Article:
LDEI-CO-board

The 2015-2016 LDEI CO Board works on our Vision Statement
From left, Kimberly Stewart, Ellen Daehnick, Sandra Dugan, Michele Morris, Amanda Archibald, Megan Stromberg, Kuvy Ax, Carol Fenster

NewMembers2014From left to right, new members Jane Bauer, a cheese expert with the American Cheese Society and Judy Donahoe, a wine and spirits expert with Outside the Bottle.
RumBalls2014Rum Balls – one of the many treats enjoyed by Colorado Dames at the annual holiday potluck at Carol Fentser’s home
CarolFensterDianaFrenchPanzanoSept2014Dame Carol Fenster with guest Diana French at Panzano in Denver
Colorado chapter Dames and guests from the gluten-free/celiac disease community gathered at Panzano to enjoy a specially-designed menu that was adapted to be gluten-free.
table guests 1-1Wine & Cheese Tasting, The Winery at Holy Cross Abbey
Colorado Dames and their guests enjoyed a fabulous tasting of 8 wines paired with exquisite cheeses and fruit at the Winery at Holy Cross Abbey in Canon City, hosted by Dame Sally Davidson.
Click here for all of the photos.Colorado Dames at PizzariaLocaleColorado Dames and guests at Pizzeria Locale in Boulder, CO
From left front around the table: Guest Marilyn Cockburn, Dame Joan Zach,
Guest Tessa Piretti, Dame Marlene Swanson, Dame Sally Davidson,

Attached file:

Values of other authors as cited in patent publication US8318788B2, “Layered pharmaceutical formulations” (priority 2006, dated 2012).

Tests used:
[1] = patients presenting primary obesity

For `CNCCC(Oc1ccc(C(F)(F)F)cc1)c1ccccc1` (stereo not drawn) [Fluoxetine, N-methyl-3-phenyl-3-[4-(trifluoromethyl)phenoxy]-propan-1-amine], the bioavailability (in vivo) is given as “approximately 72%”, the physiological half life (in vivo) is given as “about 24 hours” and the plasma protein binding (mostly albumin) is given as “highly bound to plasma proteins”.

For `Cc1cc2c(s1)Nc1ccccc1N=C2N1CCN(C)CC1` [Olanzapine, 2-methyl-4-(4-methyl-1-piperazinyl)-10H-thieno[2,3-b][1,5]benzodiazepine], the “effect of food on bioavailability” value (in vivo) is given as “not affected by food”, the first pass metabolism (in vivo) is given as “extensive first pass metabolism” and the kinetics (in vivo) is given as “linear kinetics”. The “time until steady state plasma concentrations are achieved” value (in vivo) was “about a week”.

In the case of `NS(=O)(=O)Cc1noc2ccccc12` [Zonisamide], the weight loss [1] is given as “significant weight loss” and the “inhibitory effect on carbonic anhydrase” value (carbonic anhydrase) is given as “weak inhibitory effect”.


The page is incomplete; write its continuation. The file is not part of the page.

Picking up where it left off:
Dame Beverly Cox, Dame Jan Findlater, Guest Kuvy Axdame merril culinary demonstrationDame Nancy Merrill giving a food demonstration at a Colorado Dames culinary garage sale fundraiser in the Highlands neighborhood farmer’s marketLDEI dames at source denverColorado Dames Jan Findlater, Carol Mayback, Beverly Cox,
Comida Owner Rayme Rossello and Dame Holly Arnold Kinney
at the Source in Denver’s newest revitalized neighborhood

The Source – (sôrs, srs) , n
-an artisan food market that occupies a former 1880‘s brick foundry building
in Denver’s River North (RiNo) District.
– a collective of food artisans and retailers offering visitors everything from freshly baked bread to craft cocktails, from street tacos to contemporary flower arrangements.LDEI cheyenne frontier days chuckwagonDames Kimberly Lord Stewart, Beverly Cox, and Jan Findlater